Histomat: Adventures in Historical Materialism

'Historical materialism is the theory of the proletarian revolution.' Georg Lukács

Friday, November 03, 2006

British state terrorism

John Pilger tells it like it is in the New Statesman:

'The war on democracy has been successfully exported. In Britain, and in other western countries, such as Australia, journalism and scholarship have been systematically appropriated as the new order's management class, and democratic ideas have been emptied and refilled beyond all recognition. Unlike the 1930s, there is a silence of writers, with Harold Pinter almost the lone voice raised in Britain. The promoters of an extreme form of capitalism known as neo liberalism, the supercult responsible for the greatest inequalities in history, are described as "reformers" and "revolutionaries". The noble words "freedom" and "liberty" now refer to the divine right of this extremism to "prevail", the jargon for dominate and control. This vocabulary, which contaminates the news and the pronouncements of the state and its bureaucracy, is from the same lexicon as Arbeit macht frei - "Work makes you free" - the words over the gates at Auschwitz.

For the British under Blair, the influence of this fake democracy has been catastrophic. Even if the convergence of the Labour Party and the Tories was historically inevitable, it was Tony Blair, the most extreme British political figure in living memory, who returned Britain to a full-time violent, imperial role, converting a fictional notion, "the clash of civilisations", into a possibility. Blair has destroyed the power of parliament and politicised those sections of the civil service and the security and intelligence services that saw themselves as impartial. He is Britain's president, lacking only the accompanying strains of "Hail to the Chief". Last installed by little more than a fifth of the eligible population, he is the most undemocratically elected leader in British history. Poll after poll tells us he is also the most reviled.

Under President Blair, parliament has become like Congress under Bush: an ineffectual, craven talking shop that has debated Iraq only twice in two and a half years. With one important exception, regressive measure after measure has been waved through: from the Criminal Justice Act 2003 to the Prevention of Terrorism Act 2005, with their mandatory sentences and house arrests ("control orders"). A "bill to abolish parliament", as the innocuous-sounding Legislative and Regulatory Reform Bill 2006 might be known, removed parliamentary scrutiny of government legislation, giving ministers arbitrary powers and Downing Street the absolute power of decree. There was no public debate. How ironic that the bill stalled in the House of Lords, which, together with the judiciary, is now the loyal opposition.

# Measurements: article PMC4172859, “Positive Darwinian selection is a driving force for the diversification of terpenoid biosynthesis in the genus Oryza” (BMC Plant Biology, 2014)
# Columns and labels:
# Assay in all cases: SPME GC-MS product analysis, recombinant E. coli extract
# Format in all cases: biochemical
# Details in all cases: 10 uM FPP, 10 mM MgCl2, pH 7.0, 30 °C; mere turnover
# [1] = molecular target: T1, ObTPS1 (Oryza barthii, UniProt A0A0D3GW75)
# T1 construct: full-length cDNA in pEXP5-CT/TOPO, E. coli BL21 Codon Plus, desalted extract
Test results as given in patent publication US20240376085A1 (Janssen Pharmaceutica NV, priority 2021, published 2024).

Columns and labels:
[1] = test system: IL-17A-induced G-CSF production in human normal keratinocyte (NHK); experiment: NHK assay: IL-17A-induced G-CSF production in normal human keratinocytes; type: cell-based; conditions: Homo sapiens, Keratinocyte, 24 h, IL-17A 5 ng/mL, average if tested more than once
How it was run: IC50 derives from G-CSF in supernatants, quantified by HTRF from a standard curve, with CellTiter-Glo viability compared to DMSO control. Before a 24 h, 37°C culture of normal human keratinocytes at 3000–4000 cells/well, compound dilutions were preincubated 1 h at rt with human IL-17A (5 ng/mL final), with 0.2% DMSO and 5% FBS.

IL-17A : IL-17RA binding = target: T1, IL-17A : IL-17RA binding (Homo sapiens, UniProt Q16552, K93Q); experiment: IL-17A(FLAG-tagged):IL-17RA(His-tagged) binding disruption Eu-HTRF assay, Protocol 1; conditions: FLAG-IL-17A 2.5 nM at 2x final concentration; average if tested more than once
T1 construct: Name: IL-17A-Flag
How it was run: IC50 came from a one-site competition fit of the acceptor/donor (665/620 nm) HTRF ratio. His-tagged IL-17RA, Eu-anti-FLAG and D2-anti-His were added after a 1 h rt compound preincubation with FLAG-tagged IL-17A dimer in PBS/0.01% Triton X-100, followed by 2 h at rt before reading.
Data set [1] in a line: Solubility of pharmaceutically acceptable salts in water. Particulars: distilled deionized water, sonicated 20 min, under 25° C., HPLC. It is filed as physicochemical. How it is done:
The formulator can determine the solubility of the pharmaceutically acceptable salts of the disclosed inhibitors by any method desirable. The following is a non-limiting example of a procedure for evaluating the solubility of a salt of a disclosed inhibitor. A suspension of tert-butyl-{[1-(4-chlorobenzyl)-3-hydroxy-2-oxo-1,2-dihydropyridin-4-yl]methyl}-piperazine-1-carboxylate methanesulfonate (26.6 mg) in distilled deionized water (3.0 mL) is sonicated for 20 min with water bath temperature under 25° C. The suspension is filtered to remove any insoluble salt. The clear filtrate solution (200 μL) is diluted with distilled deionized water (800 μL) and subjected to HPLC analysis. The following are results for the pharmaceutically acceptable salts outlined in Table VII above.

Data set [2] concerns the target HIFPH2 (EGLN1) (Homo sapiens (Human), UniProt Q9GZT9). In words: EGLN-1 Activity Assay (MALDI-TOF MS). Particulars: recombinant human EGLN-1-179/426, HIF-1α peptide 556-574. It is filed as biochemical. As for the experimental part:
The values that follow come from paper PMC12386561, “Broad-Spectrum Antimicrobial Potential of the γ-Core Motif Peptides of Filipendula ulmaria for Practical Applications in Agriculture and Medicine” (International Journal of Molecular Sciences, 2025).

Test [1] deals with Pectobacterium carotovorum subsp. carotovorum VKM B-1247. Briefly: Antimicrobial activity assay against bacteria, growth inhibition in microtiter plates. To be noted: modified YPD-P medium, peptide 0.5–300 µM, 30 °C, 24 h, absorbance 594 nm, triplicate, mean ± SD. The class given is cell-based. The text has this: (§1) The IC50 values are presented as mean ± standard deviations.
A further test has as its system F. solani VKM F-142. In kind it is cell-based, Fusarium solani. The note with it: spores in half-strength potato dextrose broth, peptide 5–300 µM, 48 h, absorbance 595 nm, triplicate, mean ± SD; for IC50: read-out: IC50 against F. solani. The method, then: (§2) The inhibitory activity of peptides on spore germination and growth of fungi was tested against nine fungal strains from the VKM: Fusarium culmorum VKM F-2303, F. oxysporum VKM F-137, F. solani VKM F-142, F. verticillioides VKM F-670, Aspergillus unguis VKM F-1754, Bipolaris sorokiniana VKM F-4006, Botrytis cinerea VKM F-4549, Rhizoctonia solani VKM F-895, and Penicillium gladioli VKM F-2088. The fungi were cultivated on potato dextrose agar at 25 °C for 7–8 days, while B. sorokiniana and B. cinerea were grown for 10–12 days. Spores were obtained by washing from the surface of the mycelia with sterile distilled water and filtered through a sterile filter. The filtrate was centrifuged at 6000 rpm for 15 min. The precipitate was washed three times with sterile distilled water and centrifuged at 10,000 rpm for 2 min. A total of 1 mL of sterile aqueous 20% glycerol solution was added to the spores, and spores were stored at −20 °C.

In 2003, Blair worked the secretive royal prerogative - Orders in Council - to order an unprovoked, illegal attack on a defenceless country, Iraq. The following year, he used the same archaic powers to prevent the Chagos Islanders from returning to their homeland in the Indian Ocean, from which they were secretly expelled so that the Americans could build a huge military base there. Last May, the high court described the treatment of these British citizens as "repugnant, illegal and irrational".

On 16 October 2005, Bush claimed that al-Qaeda was seeking to "establish a radical Islamic empire that spans from Spain to Indonesia". This deeply cynical, calculated exaggeration - reminiscent of Washington's warning of "mushroom clouds" following 11 September 2001 - was repeated by Blair fresh from the embrace of Rupert Murdoch, the likely source of his future enrichment. This is the message of liberal warmongers who have sought to be Tonier-than-thou and who salvage their spent reputations by using big, specious words such as "Islamo fascism". They suppress the truth that al-Qaeda is minuscule compared with the state terrorism that kills and maims industrially, and whose cost distorts all our lives. British state terrorism in Iraq has cost more than £7bn. The real cost of Trident is said to be £76bn. The premises of the best of British life that survived Margaret Thatcher have no place in this accounting. The National Health Service and what was once the best postal service in the world are denied subsidies uncorrupted by a rigged "free market". Whether it is the accretions of the freeloading Blairs or the sale of 72 Eurofighters to the medieval regime in Saudi Arabia, complete with "commissions", or the government's refusal to ban highly profitable cluster bombs, whose victims are mostly children - blood and money are the essence of Blairism and its mutant liberalism.'

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At 5:20 pm, Anonymous Anonymous said...

John Pilger is a Maoist twit and a pulp journalist, who I am less likely to trust than the bleedin telegraph. My deep dislike of him makes him painful to read.

I have left you a reply at Reclaim Labour, btw.

At 11:42 am, Blogger Snowball said...

El Tom - thanks for your deep and profound insight into the politics of John Pilger, and the news that reading him causes you pain may well lead to a reassessment of how many times I decide to quote from him in future on this blog.

I'll pop over to 'reclaim Labour' when I get a free moment.

At 4:01 am, Blogger steffaction said...

good article, however, i must state, that the pilgering involved in invoking 'Arbeit Macht Frei' is extrodinary. How is Pilger a Maoist, el Tom?


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